SubsidyScope, a new project by Economic Policy Department of The Pew Charitable Trusts, launches today. The purpose of SubsidyScope is to raise public awareness about the role of federal subsidies in the economy. Sunlight has partnered with Pew on the project — our job as consultants to them will be to create an open-source searchable online database of federal subsidies. The database will serve as a gateway for press, policymakers, advocates and the public to peer inside, industry sector by industry sector, the previously opaque world of federal subsidies. The first elements of the database won’t be available until the spring of 2009.
The database for SubsidyScope will include a broad range of different types of subsidies and certainly will include direct payments made by government to businesses and individuals; tax breaks for corporations and individuals; and loan guarantees, as well as other types of financial support.
“The current financial crisis has led to historic market interventions by the federal government and has invigorated the national debate about the appropriate role of government in the economy,” said John E. Morton, managing director of Pew’s Economic Policy Department, in a press release. “Too often policymakers speak as if subsidies are limited to direct expenditures on assorted social programs. The reality is that increasingly they flow through the tax code and are not subject to the same level of public oversight. In our fiscally constrained environment-and with government interventions shifting new burdens onto American taxpayers-there is more need than ever for a comprehensive and transparent fact base to inform future discussions about subsidies.”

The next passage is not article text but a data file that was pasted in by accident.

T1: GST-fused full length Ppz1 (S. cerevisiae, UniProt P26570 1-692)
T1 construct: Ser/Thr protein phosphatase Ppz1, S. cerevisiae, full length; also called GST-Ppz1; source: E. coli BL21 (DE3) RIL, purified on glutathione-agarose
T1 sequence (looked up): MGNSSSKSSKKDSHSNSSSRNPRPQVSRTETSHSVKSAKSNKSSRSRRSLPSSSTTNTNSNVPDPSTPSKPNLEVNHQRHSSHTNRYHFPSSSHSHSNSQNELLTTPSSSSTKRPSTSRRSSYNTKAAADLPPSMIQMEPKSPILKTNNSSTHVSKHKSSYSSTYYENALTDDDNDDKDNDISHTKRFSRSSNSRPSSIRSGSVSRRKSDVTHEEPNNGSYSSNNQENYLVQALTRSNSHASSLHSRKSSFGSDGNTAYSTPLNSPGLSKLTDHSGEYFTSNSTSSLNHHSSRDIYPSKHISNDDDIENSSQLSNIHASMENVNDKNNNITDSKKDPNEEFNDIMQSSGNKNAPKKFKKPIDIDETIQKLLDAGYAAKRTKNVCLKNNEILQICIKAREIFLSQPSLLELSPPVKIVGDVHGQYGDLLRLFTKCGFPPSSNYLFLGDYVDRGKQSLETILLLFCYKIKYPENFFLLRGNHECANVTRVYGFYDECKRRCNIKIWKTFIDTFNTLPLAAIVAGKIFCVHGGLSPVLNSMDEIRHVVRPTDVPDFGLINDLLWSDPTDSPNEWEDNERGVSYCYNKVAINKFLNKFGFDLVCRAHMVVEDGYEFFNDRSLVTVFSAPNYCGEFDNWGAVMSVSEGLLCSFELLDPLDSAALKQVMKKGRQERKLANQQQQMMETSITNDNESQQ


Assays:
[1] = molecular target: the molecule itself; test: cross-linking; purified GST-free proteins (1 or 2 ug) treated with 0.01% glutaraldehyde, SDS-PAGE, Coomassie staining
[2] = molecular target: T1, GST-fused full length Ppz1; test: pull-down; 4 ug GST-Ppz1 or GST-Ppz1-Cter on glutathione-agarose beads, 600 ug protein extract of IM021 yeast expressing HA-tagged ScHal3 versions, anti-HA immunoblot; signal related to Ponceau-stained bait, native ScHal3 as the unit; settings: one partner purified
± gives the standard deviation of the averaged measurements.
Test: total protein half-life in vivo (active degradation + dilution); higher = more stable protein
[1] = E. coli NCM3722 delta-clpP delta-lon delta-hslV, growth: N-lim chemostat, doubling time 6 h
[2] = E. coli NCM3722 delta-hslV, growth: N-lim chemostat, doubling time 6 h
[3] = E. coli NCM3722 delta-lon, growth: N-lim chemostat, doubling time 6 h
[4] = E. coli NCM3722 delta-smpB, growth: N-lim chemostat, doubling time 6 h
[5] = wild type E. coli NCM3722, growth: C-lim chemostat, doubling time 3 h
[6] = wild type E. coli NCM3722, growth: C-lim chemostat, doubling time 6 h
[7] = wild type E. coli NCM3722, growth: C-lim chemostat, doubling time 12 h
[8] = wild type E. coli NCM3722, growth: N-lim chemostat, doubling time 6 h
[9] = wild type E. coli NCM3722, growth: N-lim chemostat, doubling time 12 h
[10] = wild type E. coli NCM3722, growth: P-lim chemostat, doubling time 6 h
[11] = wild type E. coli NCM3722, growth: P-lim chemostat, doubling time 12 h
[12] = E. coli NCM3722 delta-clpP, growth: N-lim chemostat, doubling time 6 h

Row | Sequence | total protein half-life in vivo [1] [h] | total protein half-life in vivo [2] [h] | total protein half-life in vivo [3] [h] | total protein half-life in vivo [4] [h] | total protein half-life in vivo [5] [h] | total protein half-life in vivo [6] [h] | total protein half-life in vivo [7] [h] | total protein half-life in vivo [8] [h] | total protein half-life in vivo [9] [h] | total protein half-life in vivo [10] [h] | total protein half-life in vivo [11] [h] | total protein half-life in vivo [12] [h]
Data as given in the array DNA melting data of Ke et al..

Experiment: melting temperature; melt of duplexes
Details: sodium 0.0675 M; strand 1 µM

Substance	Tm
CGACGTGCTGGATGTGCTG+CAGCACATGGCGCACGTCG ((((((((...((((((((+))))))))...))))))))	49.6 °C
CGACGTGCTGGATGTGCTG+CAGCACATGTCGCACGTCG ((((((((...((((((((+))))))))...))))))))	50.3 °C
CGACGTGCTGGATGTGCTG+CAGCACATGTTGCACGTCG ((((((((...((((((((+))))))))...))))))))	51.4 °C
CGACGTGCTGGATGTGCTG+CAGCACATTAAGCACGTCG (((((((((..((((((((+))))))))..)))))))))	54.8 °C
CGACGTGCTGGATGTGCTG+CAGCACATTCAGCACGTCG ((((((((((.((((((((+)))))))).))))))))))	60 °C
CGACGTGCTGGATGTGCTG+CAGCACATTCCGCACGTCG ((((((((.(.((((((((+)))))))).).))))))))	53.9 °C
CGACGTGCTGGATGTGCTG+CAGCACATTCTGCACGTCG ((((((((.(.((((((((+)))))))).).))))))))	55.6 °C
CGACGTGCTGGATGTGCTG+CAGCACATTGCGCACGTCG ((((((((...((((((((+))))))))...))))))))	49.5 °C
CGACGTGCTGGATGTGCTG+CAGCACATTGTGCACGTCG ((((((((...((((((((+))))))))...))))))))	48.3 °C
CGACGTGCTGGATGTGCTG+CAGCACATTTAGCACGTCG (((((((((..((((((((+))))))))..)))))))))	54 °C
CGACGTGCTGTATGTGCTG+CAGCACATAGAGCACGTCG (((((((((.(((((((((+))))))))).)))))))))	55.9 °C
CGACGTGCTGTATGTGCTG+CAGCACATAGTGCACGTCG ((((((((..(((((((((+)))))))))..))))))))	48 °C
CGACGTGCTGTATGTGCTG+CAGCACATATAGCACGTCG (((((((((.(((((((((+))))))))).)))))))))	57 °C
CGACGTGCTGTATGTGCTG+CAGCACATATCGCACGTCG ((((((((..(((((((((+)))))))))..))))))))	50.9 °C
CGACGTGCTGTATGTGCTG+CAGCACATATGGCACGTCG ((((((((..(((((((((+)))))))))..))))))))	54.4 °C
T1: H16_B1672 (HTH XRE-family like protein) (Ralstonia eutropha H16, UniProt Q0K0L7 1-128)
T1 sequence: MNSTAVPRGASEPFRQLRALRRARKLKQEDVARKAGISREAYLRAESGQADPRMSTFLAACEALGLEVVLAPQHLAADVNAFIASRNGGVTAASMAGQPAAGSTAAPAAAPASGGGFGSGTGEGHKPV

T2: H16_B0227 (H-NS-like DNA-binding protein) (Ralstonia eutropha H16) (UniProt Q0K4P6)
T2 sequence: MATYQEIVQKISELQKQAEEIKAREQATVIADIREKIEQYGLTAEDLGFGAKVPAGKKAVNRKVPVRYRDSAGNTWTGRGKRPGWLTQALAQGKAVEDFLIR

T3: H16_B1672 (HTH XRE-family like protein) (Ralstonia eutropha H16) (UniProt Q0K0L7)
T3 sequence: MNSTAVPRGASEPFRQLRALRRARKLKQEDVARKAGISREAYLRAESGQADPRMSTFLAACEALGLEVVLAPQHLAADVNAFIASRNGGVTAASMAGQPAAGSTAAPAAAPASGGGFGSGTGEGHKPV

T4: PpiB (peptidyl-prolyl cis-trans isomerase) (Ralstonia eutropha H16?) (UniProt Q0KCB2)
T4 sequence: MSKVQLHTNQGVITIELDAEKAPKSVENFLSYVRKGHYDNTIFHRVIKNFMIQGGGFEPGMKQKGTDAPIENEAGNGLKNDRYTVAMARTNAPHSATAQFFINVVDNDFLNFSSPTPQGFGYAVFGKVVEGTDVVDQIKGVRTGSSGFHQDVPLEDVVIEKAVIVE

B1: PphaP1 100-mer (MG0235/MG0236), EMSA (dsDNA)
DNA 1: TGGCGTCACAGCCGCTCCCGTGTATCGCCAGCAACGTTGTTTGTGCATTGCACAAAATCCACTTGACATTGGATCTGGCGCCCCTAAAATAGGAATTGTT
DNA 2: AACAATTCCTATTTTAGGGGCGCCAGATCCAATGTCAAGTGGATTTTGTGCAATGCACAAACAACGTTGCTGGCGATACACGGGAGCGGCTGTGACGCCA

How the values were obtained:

Jim Morris, veteran journalist and Sunlight program director, is heading up SubsidyScope on the database side. And a broad and bipartisan advisory board of budget, fiscal and transparency experts will provide guidance.
This project represents an exciting opportunity to shine a light on various ways that increasingly scarce federal resources are being spent. While we don’t know precisely what the data will show, as Supreme Court Justice Louis Brandeis famously said, ‘Sunlight is the best disinfectant.'”